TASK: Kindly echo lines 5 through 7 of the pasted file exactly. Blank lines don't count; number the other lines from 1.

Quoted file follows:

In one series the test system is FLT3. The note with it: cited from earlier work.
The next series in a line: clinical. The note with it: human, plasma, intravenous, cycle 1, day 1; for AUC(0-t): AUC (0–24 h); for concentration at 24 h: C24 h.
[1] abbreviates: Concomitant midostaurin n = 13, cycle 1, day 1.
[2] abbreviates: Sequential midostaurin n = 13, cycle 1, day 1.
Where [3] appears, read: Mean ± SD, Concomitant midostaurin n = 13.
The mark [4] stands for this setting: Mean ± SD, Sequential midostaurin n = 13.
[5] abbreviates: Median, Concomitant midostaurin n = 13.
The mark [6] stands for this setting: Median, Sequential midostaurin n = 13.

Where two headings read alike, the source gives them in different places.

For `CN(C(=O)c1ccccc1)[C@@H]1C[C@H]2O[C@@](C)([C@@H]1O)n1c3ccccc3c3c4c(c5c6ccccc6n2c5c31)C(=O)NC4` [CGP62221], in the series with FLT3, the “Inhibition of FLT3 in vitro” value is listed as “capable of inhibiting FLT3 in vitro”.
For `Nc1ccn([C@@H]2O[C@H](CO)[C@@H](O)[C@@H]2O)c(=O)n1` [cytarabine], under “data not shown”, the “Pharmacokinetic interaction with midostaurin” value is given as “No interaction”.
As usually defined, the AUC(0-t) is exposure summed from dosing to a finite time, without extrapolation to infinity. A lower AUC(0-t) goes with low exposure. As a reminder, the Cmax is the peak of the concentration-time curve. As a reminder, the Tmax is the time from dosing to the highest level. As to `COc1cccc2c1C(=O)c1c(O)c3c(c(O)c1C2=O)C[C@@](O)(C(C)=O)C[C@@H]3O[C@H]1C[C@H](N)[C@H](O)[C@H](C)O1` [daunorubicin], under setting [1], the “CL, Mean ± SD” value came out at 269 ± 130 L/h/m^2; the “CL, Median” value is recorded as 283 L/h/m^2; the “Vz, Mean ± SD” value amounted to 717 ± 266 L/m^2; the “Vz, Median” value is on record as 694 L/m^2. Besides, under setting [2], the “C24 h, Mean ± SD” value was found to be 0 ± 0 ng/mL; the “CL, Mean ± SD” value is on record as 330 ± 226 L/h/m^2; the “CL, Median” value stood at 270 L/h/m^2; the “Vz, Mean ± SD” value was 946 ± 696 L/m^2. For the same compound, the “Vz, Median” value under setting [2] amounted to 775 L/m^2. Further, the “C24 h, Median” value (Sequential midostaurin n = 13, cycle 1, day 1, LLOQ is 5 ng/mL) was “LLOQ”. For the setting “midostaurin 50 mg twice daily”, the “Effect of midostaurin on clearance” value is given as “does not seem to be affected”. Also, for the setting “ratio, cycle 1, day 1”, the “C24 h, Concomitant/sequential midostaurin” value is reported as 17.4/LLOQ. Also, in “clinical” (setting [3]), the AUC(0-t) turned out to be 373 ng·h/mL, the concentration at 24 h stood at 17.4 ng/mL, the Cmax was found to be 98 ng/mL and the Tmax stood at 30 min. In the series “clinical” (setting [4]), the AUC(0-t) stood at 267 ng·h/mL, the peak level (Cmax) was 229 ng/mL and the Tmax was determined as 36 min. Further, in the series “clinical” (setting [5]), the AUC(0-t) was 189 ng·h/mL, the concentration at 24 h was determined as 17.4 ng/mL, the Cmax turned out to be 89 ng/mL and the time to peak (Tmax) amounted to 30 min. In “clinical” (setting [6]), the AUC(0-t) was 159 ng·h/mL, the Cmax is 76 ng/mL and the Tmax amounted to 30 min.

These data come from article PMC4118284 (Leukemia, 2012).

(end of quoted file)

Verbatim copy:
Where [3] appears, read: Mean ± SD, Concomitant midostaurin n = 13.
The mark [4] stands for this setting: Mean ± SD, Sequential midostaurin n = 13.
[5] abbreviates: Median, Concomitant midostaurin n = 13.